Jesus also taught His disciples to pray, "Your kingdom come" (Luke 11:2). This Kingdom, as explained in our free Bible study guide: "The Gospel of the Kingdom" is the Kingdom that Jesus will establish on earth at His return, not a location in heaven to which we supposedly go when we die.
Notice also Jesus' response to the man telling him "you will be with Me in Paradise." Understanding the nature of the biblical use of the term "paradise" is also crucial to grasping the meaning of this passage.
The word translated "paradise" is used only two other times in the New Testament. In both cases it refers to the place of God's presence.
In 2 Corinthians12:2-4 Paul describes a vision in which he "was caught up into Paradise." Paul says this paradise was in "the third heaven" which is the dwelling place of God. Jesus tells us that "the tree of life" is located "in the midst of the Paradise of God" (Revelation 2:7). Revelation 22:2 explains that the tree of life is to be in the New Jerusalem. God will come from heaven to dwell in this New Jerusalem (Revelation 21:2-3) after the resurrections of the dead mentioned in Revelation 20. Only at that time will men dwell with God in this paradise.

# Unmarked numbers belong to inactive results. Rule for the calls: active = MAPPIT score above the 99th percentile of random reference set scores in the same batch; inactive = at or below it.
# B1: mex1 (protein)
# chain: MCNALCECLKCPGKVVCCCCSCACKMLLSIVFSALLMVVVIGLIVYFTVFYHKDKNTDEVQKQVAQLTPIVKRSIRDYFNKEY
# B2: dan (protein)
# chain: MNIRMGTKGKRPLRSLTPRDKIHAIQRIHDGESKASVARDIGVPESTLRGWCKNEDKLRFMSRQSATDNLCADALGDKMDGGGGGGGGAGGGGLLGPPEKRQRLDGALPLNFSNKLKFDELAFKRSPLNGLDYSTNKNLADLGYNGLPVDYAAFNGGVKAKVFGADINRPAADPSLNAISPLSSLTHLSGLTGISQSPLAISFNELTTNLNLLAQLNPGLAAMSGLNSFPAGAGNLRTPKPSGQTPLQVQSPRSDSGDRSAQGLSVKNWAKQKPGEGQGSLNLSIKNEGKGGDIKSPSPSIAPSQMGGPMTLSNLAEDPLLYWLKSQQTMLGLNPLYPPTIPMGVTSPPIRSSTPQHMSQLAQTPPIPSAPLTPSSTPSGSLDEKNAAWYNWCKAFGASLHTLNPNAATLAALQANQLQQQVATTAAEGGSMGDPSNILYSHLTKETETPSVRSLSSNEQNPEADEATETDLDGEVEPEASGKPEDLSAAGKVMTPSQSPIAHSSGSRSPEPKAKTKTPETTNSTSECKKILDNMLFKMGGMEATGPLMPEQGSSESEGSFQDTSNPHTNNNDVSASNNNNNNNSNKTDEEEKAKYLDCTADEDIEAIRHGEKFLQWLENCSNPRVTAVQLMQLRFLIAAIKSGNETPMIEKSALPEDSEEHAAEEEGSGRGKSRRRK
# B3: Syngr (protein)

Putting together these scriptures, we can see that the "paradise" Christ mentioned, in which men will dwell with God, is to be at a future time, yet to come. How do we know this was Christ's meaning?
Again, as noted above, Jesus plainly said He was going to be dead and buried for the following three days and nights, after which He clearly told Mary that He had not yet ascended to heaven.
Some theologians and religious denominations try to redefine Christ's use of paradise to say that this referred to where the righteous dead went before Jesus came, like a sort of temporary "holding place" next to hell because heaven wasn't available to them until Christ ascended to heaven after His death and opened the way for them to follow.
This concept, however, is straight out of pagan Greek mythology about life after death (the Elysian Fields as the section of the Greek underworld for good people) and not something taught in the Bible.